An autonomous car,also known as a robotic car, or informally as driverless or self-driving, is an autonomous vehicle capable of fulfilling the human transportation capabilities of a traditional car. As an autonomous vehicle, it is capable of sensing its environment and navigating without human input. Robotic cars exist mainly as prototypes and demonstration systems, but are likely to become more widespread in the near future.
Autonomous vehicles sense their surroundings with such techniques as radar, lidar, GPS, and computer vision. Advanced control systems interpret sensory information to identify appropriate navigation paths, as well as obstacles and relevant signage. Some autonomous vehicles update their maps based on sensory input, allowing the vehicles to keep track of their position even when conditions change or when they enter uncharted environments.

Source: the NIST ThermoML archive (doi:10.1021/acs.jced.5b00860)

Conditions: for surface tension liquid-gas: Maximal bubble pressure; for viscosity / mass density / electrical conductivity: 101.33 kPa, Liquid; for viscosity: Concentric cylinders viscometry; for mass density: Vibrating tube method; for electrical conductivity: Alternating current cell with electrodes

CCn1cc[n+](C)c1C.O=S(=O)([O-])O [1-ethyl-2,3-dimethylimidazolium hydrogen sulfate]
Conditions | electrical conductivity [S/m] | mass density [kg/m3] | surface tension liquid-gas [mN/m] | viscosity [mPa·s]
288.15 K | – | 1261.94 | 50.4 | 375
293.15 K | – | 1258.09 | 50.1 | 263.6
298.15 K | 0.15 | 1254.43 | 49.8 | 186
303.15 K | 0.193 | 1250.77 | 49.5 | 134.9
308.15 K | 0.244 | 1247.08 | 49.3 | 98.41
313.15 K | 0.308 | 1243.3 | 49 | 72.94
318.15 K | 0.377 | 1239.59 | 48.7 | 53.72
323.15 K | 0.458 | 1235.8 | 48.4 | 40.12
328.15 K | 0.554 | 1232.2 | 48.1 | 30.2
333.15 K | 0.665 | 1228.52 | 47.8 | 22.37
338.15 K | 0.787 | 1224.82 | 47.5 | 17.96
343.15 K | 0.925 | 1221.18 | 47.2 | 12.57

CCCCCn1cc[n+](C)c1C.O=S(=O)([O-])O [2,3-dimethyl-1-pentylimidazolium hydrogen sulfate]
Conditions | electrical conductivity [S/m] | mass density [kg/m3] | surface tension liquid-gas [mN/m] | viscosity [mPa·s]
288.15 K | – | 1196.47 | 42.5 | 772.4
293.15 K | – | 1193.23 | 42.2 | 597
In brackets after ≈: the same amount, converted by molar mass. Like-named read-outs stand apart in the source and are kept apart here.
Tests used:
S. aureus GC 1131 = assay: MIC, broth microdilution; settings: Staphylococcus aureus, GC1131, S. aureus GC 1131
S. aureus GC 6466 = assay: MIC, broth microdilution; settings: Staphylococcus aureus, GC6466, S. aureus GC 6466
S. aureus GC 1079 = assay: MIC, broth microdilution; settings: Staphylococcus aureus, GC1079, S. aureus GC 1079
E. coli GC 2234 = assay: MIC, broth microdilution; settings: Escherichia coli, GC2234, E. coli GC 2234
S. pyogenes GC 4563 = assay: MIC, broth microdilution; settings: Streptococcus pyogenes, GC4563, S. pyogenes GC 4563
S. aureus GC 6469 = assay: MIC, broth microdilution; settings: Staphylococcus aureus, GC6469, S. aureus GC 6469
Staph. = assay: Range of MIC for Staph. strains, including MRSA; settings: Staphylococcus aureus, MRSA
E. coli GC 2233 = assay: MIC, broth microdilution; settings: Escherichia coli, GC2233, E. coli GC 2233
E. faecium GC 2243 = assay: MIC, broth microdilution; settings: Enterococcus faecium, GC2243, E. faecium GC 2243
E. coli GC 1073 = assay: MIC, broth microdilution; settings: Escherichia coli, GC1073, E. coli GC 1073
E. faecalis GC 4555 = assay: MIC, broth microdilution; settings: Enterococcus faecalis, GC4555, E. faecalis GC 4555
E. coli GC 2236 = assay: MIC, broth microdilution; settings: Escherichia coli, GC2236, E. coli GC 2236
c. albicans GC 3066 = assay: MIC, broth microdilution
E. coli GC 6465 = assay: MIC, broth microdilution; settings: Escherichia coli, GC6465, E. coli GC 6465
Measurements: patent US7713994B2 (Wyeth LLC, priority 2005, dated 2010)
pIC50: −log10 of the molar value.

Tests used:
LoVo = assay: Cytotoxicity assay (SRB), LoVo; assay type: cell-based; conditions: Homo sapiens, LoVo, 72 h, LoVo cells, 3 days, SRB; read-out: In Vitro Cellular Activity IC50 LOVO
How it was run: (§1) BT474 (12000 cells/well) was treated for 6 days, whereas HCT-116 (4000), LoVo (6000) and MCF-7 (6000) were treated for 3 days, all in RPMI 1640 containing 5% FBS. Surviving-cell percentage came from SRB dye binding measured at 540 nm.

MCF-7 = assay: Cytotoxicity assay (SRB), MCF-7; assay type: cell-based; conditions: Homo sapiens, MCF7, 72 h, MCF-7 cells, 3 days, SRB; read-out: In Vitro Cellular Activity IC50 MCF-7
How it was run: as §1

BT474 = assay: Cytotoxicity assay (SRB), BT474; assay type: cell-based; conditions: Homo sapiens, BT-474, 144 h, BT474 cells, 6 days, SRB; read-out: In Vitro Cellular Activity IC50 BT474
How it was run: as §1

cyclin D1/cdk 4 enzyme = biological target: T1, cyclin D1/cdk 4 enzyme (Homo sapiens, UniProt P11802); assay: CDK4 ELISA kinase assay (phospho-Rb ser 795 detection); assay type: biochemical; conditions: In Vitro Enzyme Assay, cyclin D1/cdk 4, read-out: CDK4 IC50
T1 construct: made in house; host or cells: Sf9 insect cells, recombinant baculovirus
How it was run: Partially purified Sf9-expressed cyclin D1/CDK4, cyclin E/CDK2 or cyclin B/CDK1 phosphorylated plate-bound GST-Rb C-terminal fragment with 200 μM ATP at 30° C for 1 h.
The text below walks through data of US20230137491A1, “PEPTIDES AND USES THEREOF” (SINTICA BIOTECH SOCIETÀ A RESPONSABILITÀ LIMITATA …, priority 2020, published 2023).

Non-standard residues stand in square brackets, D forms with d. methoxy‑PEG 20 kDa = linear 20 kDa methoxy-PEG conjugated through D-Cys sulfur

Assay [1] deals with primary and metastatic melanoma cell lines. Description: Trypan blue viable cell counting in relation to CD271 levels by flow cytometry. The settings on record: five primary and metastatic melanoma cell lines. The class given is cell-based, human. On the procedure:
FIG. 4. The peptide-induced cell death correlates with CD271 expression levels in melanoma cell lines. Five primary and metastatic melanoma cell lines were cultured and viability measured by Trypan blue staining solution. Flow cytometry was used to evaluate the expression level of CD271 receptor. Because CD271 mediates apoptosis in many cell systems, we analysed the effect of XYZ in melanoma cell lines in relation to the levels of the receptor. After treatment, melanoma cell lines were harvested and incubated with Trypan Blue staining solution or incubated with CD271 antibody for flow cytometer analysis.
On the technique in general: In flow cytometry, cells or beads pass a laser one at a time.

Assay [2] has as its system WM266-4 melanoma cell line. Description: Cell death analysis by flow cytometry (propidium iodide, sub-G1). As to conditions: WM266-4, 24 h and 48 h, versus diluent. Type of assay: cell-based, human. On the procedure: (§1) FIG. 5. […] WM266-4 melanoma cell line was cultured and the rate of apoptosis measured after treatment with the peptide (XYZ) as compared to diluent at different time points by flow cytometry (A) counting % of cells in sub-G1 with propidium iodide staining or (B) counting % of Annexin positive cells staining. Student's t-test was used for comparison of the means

The earliest quasi-autonomous demonstration systems date back to the 1930s. Since the 1980s, when Mercedes-Benz and Bundeswehr University Munich built the world’s first modern driverless car, significant advances have been made in both technology and legislation relevant to autonomous cars. Numerous major companies and research organizations have developed working prototype autonomous vehicles, including Mercedes-Benz, Google, Continental Automotive Systems, Bosch, Nissan, Toyota, Audi, and Oxford University. As of 2013, three U.S. states have passed laws permitting autonomous cars: Nevada, Florida and California
Google Autonomous Vehicle